a) The Effects of Snake Venom on Humans
Snake venom has been one of the most curious subjects for medical researchers, and countless studies have been carried out to analyze and understand it. Some of this research based dedication is related to the high statistics of animal and human deaths by snake bites. According to WHO, from 81,000 to 138,000 human deaths are snake related, leaving out the high numbers of permanent and temporary injuries, and countless wild and domestic animals.
Snake Venoms are designed to target a certain bodily function according to the venom’s chemical nature. It is a concoction of poisonous elements that differs between each snake species. Cobras and the Black Mamba are facilitated with toxins that disturb and destroy the nervous system, resulting in blockage of muscular neurotransmitters which displays as immobilized breathing, movement and finally heartbeat.
Similar to several other mammals, the human body is equipped with an anti venom defense system by producing antibodies. Although the down part of the system is the speed of antibody production, while some snake bites can kill a person in only two hours, the body would take up to a week to produce enough to fight the toxins back.
Snake venom molecules are further enhanced with Stealth Molecules that leave them undetectable to the bodily cells until the signals reach the victim’s nervous system.
Antivenins are medically crafted medicines to fight back against snake bites. While there is an extensive development in manufacture and proficiency of antivenoms, snake related fatalities remain an issue, particularly in the developing countries. The World Health Organization (WHO) recognizes the antivenom class as essential medicines.
The process involved in antidote production starts with extraction of snake venom in Serpentariums. The deadly venom producing snakes are driven to bite a hollow and sterile container by penetrating their fangs through it. Later, the venom is dried under hygienic conduction, packaged, and sold at high prices. A gram of dried snake venom costs anywhere from $300 to $1000.
The anti venom production includes another set of donor animals to produce serum with non-fatal antibodies. Horses are often used as hosts due to their enormous size and ability to resist high doses. After a certain time, there is a surge of antibodies in the donor animal’s blood which is extracted and purified from red blood cells with a centrifuge.
The purified serum is administered to humans as an antivenom, a process that has saved the lives of thousands of people so far. While it seems like an ultimate solution, a small percentage of antivenom receivers develop an allergic reaction known as serum sickness. If the condition is severe, this reaction may result in hypersensitivity and anaphylactic shock. This is why most antivenom clinics suggest close observations up to two weeks after antivenom administration. If this allergic shock is not treated in time, it can lead to general shock, cardiac arrest and death.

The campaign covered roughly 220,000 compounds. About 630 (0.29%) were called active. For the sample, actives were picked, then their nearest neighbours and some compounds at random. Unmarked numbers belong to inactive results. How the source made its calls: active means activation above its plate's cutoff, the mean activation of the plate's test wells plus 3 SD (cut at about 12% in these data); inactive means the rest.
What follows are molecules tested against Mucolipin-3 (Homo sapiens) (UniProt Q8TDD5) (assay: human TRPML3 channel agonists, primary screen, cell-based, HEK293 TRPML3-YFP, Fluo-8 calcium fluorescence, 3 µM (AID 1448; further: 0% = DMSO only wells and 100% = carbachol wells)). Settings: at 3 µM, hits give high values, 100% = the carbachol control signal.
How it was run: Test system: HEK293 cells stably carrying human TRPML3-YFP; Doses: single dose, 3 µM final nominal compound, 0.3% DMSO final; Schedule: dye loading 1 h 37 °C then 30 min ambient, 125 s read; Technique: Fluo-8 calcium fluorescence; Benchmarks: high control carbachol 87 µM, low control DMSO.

Although the high costs, inevitability of a certain snake antivenom and lack of nearby anti venom centers are other factors contributing to a high number of snake related fatality.
On the medical side, scientists are on a ceaseless verge to yet identify and solve the drawbacks of antivenoms. The same venom of a certain species features the exact effect each time on human cells, but the problem lies with many snake species and lack of the cure’s availability every time. Moreover, the victim may not see or recognize the snake species each time they are bitten. This factor has pushed the researchers to develop more efficient antivenoms for an ideal anti venom that is functional against all venomous snake bites on a regional level.
c) Venom Immunity
Many technologists have claimed that reaching a snake vaccine is not so unrealistic nowadays. This is to say that human beings can build flawless immunity against snake bites. While the moral aspects impose a barrier to direct examinations on humans, some individuals have gone beyond their boundaries of fear.
Steve Ludwin, a world famous Rock Singer also named as the snake-man, has been injecting himself with a dose of snake venom on a daily routine over the past 25 years. His body has been exposed to over 35 venomous of the most fatal snake species worldwide. He has planned this practice to strengthen his immunity with the help of several physicians. Sounds crazy? It may be! But these debate-rising endeavours have resulted in very useful scientific progressions in means of antibody creation. The research team of the University of Copenhagen has gathered a “Antibody Library”, solely based on the antibodies that Ludwin’s immune system has created over the past two-and-a-half decades. This library provides a valid blueprint for the human-produced antibodies and protein chains that are efficient in antivenom development.
The original idea of building immunity against poisonous snakes dates back to the ancient eras; Mithridates VI, the roman king, feared his death by a poisonous snake; a vision which haunted him after a prophecy. The legend has it that he gained immunity against snake fatality by similar procedure, ingesting small sums of snake venom to build physical indifference. Today, he is regarded as the first innovator of antidotes which goes by the name of “Mithridate Remedy”. His legacy of antivenom included a mixture that was effective against poisonous reptiles, particularly snakes.
The battle against snake venom has been an ancient one, keeping its importance fresh even to modern day. To cure the snake venom fatality, countless scientists, researchers and even musicians and kings have experimented with the subject. Besides its fatality, snake venom features other medical and beautifying benefits. Read on to learn about the virtues of snake venom as a medicine and cosmetic creams.
5- The Virtues of Snake Venom